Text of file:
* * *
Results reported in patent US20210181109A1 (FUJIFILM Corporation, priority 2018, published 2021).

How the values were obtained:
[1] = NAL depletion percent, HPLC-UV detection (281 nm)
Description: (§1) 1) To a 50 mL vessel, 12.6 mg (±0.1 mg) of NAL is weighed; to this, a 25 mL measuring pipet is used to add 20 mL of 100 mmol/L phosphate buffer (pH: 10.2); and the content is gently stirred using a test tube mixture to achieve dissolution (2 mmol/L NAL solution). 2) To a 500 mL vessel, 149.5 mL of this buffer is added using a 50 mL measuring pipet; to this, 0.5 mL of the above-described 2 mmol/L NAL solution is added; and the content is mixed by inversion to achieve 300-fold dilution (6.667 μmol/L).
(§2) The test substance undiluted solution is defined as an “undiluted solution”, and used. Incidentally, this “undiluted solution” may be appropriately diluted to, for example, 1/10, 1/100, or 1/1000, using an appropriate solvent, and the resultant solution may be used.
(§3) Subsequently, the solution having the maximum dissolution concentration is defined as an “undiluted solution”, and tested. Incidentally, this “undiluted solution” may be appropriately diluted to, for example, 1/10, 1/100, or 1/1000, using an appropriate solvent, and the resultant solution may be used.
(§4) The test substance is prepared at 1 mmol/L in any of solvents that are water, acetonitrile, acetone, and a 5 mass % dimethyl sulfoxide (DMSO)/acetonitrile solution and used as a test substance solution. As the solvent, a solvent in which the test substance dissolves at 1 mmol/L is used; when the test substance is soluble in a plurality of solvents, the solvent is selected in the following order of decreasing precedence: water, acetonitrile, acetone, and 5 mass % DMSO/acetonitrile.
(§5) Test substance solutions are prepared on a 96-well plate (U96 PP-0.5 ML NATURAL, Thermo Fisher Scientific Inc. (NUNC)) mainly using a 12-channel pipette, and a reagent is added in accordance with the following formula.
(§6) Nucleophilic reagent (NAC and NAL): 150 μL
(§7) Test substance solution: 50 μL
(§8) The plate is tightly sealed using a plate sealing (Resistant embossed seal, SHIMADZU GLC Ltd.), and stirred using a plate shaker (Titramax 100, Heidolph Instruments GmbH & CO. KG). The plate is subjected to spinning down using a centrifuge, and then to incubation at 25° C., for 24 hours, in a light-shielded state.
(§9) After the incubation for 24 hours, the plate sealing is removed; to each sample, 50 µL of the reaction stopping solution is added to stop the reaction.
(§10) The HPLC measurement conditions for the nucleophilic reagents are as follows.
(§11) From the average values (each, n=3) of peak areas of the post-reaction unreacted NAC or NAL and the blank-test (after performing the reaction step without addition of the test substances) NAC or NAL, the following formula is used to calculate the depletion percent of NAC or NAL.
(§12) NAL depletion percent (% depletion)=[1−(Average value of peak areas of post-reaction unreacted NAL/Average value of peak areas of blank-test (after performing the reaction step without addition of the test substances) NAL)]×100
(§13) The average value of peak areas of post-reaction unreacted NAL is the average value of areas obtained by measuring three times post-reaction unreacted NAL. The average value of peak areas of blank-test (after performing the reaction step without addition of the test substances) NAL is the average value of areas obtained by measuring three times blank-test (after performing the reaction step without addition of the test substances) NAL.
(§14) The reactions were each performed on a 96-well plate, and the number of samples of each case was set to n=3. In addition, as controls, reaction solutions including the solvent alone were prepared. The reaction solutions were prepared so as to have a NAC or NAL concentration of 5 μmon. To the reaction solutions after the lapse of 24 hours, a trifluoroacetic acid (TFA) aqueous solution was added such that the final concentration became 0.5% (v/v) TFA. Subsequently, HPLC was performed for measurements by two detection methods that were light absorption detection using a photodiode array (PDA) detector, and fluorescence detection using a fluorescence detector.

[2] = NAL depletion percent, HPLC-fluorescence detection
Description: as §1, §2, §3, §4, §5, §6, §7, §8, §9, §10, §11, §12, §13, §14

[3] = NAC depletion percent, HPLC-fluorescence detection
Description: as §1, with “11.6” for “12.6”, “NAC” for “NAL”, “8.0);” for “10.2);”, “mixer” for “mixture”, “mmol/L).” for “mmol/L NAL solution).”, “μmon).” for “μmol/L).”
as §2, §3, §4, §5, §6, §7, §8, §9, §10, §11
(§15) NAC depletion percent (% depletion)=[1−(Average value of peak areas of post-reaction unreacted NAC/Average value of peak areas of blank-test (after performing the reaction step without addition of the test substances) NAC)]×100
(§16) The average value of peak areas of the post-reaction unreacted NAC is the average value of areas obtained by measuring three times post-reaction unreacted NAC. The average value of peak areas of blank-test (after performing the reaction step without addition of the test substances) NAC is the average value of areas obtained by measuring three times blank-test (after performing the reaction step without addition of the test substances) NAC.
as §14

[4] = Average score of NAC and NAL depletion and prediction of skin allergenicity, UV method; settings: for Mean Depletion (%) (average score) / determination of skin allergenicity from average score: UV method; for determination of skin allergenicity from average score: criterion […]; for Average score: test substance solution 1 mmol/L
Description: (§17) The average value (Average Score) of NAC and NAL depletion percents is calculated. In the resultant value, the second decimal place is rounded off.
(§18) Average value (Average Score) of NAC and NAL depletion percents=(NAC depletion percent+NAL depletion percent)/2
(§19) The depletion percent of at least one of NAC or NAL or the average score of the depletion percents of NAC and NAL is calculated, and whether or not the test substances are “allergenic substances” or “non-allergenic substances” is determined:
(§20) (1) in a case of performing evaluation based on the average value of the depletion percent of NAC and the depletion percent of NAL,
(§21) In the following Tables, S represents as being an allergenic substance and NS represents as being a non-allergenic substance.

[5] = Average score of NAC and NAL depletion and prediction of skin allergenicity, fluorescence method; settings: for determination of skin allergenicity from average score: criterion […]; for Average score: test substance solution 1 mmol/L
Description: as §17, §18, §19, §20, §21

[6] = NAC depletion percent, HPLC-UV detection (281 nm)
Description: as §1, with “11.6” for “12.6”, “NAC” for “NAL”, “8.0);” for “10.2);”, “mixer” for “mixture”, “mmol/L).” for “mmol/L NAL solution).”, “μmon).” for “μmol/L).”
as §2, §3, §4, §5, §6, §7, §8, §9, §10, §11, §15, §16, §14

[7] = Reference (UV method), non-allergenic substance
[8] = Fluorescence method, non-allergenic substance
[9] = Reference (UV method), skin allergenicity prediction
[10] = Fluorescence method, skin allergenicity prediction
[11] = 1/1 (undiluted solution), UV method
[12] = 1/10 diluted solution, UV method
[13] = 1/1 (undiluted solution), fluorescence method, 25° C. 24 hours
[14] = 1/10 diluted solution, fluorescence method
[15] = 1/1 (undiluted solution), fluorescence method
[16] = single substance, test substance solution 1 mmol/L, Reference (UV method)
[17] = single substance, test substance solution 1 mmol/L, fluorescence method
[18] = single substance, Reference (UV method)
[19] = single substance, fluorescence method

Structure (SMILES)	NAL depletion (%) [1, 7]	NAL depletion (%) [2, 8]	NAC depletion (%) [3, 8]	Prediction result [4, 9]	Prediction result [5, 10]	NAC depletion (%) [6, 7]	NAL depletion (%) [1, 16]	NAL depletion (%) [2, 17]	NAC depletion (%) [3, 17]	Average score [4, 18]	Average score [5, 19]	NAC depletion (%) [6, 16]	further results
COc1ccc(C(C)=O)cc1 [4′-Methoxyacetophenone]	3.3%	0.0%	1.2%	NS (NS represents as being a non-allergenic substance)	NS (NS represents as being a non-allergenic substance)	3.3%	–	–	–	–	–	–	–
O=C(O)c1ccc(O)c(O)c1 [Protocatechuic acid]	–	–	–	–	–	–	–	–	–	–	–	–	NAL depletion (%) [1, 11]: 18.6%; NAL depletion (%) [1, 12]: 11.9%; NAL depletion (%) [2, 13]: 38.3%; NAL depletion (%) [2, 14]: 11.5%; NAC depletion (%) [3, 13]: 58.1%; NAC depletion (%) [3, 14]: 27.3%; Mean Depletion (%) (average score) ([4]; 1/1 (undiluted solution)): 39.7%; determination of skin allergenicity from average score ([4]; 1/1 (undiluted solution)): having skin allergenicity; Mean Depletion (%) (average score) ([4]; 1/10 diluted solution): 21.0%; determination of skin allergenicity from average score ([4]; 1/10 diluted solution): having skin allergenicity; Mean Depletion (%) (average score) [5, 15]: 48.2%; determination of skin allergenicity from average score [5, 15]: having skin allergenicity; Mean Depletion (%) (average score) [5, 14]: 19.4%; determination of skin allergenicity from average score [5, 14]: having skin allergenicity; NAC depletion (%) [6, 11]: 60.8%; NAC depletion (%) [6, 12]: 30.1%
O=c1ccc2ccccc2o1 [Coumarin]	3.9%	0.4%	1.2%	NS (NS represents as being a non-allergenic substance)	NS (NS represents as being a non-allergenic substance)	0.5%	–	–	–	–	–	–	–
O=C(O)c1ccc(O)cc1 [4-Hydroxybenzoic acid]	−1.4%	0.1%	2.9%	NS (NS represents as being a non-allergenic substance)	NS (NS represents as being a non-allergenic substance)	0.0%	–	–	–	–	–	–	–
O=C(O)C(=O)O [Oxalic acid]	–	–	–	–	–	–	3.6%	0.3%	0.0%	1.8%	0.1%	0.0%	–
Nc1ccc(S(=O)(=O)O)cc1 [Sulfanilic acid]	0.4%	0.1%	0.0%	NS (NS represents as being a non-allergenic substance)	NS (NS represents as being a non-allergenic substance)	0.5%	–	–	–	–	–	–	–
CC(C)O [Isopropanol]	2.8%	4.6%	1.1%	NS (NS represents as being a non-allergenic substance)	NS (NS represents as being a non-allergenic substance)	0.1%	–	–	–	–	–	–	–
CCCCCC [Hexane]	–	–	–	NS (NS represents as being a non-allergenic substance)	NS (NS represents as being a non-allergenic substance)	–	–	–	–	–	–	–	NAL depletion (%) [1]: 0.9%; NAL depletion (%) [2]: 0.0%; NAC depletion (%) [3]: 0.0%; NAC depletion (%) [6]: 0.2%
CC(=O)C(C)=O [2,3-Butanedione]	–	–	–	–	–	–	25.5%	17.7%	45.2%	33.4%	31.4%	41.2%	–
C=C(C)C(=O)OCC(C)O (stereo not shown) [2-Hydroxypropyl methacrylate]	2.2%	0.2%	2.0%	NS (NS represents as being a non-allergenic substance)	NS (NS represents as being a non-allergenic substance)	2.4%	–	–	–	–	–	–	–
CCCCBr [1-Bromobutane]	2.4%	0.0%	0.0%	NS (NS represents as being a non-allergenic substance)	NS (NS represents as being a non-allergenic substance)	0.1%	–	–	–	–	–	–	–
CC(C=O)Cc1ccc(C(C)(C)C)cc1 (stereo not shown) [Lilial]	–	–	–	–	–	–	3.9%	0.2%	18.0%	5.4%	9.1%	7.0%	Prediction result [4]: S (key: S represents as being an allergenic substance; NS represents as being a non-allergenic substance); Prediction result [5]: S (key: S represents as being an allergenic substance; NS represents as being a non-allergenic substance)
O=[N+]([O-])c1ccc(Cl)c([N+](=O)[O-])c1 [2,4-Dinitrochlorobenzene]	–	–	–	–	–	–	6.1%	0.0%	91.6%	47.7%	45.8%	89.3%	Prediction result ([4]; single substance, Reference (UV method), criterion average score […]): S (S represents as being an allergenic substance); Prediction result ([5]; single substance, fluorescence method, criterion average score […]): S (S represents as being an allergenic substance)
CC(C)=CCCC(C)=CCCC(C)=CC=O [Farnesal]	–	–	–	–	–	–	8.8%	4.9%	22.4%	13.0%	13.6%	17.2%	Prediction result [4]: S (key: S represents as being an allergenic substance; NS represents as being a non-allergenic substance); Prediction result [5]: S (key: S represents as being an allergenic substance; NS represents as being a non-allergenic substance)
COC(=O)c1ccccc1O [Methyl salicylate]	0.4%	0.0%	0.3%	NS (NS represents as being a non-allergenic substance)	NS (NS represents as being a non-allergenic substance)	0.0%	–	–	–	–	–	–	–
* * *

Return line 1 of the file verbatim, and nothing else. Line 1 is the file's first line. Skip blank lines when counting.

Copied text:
Results reported in patent US20210181109A1 (FUJIFILM Corporation, priority 2018, published 2021).